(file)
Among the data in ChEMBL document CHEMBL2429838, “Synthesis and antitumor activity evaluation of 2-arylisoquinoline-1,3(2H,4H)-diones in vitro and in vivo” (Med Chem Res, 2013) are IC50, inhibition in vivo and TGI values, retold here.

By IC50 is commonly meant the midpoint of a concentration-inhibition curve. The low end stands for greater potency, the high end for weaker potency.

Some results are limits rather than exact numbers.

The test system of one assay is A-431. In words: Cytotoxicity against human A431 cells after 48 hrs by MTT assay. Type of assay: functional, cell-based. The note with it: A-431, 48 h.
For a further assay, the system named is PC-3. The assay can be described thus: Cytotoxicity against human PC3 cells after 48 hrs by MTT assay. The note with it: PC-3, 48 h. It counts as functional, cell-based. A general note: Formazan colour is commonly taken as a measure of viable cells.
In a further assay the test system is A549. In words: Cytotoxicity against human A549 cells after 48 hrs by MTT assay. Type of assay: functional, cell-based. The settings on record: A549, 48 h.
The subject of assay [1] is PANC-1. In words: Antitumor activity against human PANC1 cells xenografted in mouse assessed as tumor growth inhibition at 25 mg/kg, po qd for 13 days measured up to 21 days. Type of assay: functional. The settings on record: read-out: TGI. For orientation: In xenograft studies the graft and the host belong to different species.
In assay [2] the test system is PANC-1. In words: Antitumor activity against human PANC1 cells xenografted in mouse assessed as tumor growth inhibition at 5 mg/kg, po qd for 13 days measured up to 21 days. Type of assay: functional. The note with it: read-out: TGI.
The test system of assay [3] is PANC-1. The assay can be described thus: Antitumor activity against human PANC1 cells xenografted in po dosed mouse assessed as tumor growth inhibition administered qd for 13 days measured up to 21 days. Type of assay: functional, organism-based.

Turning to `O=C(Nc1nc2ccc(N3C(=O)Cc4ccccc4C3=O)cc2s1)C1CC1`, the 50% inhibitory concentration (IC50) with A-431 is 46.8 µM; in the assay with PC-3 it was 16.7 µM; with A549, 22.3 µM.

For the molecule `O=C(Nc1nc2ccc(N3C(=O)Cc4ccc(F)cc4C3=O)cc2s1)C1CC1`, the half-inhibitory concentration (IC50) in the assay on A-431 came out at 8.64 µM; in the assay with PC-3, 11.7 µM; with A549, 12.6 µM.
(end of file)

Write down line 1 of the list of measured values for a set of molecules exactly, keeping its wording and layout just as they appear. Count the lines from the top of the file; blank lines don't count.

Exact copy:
Among the data in ChEMBL document CHEMBL2429838, “Synthesis and antitumor activity evaluation of 2-arylisoquinoline-1,3(2H,4H)-diones in vitro and in vivo” (Med Chem Res, 2013) are IC50, inhibition in vivo and TGI values, retold here.